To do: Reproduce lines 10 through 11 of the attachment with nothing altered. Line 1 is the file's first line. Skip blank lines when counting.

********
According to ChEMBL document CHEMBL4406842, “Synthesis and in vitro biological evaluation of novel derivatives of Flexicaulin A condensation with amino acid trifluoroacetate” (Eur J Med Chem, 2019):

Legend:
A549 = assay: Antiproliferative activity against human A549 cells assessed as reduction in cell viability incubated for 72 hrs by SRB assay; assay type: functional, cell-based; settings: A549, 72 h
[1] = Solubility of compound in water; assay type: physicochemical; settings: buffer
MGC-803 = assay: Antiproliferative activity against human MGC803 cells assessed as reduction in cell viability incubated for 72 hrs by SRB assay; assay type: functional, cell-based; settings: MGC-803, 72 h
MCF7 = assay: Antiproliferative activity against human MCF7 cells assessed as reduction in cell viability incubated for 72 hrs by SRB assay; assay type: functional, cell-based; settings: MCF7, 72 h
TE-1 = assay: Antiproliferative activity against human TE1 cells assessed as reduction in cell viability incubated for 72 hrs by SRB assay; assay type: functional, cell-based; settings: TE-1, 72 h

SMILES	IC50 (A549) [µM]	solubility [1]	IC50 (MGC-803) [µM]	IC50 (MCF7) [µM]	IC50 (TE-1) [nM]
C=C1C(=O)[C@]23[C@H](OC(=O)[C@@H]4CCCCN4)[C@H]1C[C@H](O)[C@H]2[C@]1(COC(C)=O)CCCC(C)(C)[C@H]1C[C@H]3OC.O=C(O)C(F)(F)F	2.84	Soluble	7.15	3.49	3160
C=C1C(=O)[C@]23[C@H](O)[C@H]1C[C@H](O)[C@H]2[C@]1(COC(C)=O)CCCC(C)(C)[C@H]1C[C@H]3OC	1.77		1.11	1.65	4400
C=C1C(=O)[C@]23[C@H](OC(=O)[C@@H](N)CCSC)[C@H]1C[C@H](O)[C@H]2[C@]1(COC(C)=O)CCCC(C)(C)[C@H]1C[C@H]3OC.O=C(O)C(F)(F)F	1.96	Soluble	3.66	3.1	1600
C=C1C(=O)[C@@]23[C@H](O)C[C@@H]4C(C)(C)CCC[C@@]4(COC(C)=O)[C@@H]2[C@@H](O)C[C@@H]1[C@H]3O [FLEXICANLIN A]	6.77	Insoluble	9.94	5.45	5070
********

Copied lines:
C=C1C(=O)[C@]23[C@H](O)[C@H]1C[C@H](O)[C@H]2[C@]1(COC(C)=O)CCCC(C)(C)[C@H]1C[C@H]3OC	1.77		1.11	1.65	4400
C=C1C(=O)[C@]23[C@H](OC(=O)[C@@H](N)CCSC)[C@H]1C[C@H](O)[C@H]2[C@]1(COC(C)=O)CCCC(C)(C)[C@H]1C[C@H]3OC.O=C(O)C(F)(F)F	1.96	Soluble	3.66	3.1	1600